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The Toronto Sun CareerConnection


ETC Fair: One-stop career shopping

By Sharon Aschaiek

It was the career fair to end all career fairs -- and Ontario job hunters came out the winners.

The Education, Training and Career (ETC) Fair drew tens of thousands of high school students, parents and adult job seekers to the Metro Toronto Convention Centre this past weekend to explore education and career opportunities.
High school students were able to get information about colleges, universities and the trades at the ETC Fair.

About 7,500 high school students from 83 different high schools flooded the event on Friday, and were able to get information from 110 exhibitors, including colleges, universities, career institutes, training centres, companies and much more.

"It's great. I saw an exhibit for a school in Australia -- it might be cool to study there," said Dennis Lupai, 15, of Weston Collegiate Institute. Lupai would like to be a pilot.

Vivian Yeung and Wendy Siu, both 15 and students of St. Augustine Catholic High School, are interested in pursuing medical careers, but came to see what other opportunities are out there.

"I want to get information and explore different careers," Yeung said. "This fair is opening my eyes to different career paths, which will help me decide what's better for me."

The fair, which took a full year of planning, was produced by Ineo Group and sponsored by the Ontario Ministry of Training, Colleges and Universities.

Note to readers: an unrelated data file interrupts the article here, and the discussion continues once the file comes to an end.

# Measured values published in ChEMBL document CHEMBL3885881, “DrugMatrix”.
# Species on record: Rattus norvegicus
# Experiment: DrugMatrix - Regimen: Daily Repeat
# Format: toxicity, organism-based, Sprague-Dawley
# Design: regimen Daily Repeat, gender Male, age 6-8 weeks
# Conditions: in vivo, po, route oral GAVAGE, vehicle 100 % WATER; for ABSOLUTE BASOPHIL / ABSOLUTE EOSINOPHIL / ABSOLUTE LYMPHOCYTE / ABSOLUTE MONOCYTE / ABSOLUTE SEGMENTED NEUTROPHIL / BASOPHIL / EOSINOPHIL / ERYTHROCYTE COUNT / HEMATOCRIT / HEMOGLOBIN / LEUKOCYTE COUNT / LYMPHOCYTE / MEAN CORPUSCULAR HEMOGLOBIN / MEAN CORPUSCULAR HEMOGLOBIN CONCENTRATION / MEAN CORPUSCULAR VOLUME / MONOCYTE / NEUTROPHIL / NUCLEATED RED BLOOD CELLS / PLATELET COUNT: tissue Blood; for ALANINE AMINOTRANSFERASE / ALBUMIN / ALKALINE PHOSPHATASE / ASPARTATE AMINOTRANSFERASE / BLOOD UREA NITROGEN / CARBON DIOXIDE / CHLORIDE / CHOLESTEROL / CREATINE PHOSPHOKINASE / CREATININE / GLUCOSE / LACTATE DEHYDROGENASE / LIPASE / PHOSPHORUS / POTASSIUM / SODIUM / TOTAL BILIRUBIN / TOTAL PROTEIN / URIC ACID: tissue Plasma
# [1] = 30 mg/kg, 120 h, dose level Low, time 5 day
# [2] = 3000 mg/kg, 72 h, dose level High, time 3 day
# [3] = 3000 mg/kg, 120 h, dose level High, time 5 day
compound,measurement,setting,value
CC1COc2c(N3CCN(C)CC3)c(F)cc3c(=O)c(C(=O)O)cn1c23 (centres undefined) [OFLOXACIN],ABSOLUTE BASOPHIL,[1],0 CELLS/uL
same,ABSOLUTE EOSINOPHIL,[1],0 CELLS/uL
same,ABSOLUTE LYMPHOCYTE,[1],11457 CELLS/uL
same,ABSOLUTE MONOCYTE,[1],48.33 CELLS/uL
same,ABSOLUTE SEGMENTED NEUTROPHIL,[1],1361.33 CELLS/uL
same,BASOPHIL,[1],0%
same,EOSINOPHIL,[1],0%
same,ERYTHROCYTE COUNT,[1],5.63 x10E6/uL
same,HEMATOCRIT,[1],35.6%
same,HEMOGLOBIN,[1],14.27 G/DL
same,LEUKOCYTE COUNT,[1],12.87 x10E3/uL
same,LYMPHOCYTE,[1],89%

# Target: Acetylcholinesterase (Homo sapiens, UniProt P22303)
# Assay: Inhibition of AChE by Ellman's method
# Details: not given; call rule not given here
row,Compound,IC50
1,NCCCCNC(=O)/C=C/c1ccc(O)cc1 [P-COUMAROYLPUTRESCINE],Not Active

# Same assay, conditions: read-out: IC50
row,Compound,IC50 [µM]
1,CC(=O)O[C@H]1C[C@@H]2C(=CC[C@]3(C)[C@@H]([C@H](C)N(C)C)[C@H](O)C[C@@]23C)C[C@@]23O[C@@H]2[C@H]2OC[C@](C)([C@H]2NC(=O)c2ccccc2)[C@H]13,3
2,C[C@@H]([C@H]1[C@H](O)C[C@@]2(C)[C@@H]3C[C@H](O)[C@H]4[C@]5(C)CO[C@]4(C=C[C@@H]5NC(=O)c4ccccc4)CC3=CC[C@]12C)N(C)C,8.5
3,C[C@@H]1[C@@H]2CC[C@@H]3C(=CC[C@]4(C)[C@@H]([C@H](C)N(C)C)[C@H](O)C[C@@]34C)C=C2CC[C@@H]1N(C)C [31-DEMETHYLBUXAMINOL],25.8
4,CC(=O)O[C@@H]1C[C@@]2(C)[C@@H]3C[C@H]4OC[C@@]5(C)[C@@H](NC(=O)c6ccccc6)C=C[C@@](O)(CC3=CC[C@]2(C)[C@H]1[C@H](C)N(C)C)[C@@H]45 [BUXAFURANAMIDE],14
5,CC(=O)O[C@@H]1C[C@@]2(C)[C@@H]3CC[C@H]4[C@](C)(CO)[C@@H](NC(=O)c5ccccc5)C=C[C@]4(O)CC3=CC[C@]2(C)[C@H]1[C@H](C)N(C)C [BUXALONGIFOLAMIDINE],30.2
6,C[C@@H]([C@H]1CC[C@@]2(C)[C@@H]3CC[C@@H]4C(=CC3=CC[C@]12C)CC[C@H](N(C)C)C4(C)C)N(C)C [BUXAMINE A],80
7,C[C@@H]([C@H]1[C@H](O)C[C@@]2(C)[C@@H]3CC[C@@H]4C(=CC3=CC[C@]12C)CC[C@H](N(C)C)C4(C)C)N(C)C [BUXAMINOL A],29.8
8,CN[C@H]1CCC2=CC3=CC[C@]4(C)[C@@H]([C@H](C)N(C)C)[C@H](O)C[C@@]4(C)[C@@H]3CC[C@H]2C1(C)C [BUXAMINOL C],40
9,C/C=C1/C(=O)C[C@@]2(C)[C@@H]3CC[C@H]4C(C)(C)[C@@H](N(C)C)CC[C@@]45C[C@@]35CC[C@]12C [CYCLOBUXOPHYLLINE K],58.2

The fair has been running in Montreal for the past six years, but this is the first Toronto event.

Laurie Poole, ETC Fair director, said much of the emphasis of the fair was on opportunities in the trades.
Vivian Yeung (left), and Wendy Siu, both 15, are interested in medical careers. They came to the fair to explore their options.

"We've focused on the trades, because clearly, in the provincial economy and with what's going on in labour, there is a serious shortage of workers," Poole said.

It was also important, Poole said, for the fair to inform people in an engaging way.

"We were also looking for interactive demonstrations, things where people can get their hands on stuff, and leave the fair with a taste of what a career sector was all about."

The Trades and Apprenticeship Pavilion featured information and demonstrations on skilled trades such as masonry and bricklaying. At the Youth Employment Strategy Pavilion, high school students were provided with resources to ease the school- to-work transition.

The International Pavilion, meanwhile, featured representatives from nine Australian universities discussing various programs.

Chris Atkinson, an 18-year-old student at Port Dover Composite, wants to either get into the Coast Guard or become a police officer.

"There's a lot of information here, a lot to absorb and think about," he said.

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